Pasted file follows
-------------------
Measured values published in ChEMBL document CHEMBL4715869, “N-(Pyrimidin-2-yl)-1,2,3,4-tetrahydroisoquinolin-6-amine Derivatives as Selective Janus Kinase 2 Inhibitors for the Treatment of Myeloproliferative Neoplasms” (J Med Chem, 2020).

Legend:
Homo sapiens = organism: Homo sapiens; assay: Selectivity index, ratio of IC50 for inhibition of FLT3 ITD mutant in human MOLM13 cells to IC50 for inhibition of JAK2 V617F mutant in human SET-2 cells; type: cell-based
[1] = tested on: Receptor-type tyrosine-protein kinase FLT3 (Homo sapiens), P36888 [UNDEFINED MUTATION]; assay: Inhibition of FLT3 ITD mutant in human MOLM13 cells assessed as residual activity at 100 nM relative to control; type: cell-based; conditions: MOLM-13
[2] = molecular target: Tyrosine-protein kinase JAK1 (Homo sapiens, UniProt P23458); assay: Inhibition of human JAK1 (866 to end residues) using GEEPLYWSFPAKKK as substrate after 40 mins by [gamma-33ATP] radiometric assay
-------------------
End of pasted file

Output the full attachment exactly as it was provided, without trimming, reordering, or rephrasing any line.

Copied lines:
Measured values published in ChEMBL document CHEMBL4715869, “N-(Pyrimidin-2-yl)-1,2,3,4-tetrahydroisoquinolin-6-amine Derivatives as Selective Janus Kinase 2 Inhibitors for the Treatment of Myeloproliferative Neoplasms” (J Med Chem, 2020).

Legend:
Homo sapiens = organism: Homo sapiens; assay: Selectivity index, ratio of IC50 for inhibition of FLT3 ITD mutant in human MOLM13 cells to IC50 for inhibition of JAK2 V617F mutant in human SET-2 cells; type: cell-based
[1] = tested on: Receptor-type tyrosine-protein kinase FLT3 (Homo sapiens), P36888 [UNDEFINED MUTATION]; assay: Inhibition of FLT3 ITD mutant in human MOLM13 cells assessed as residual activity at 100 nM relative to control; type: cell-based; conditions: MOLM-13
[2] = molecular target: Tyrosine-protein kinase JAK1 (Homo sapiens, UniProt P23458); assay: Inhibition of human JAK1 (866 to end residues) using GEEPLYWSFPAKKK as substrate after 40 mins by [gamma-33ATP] radiometric assay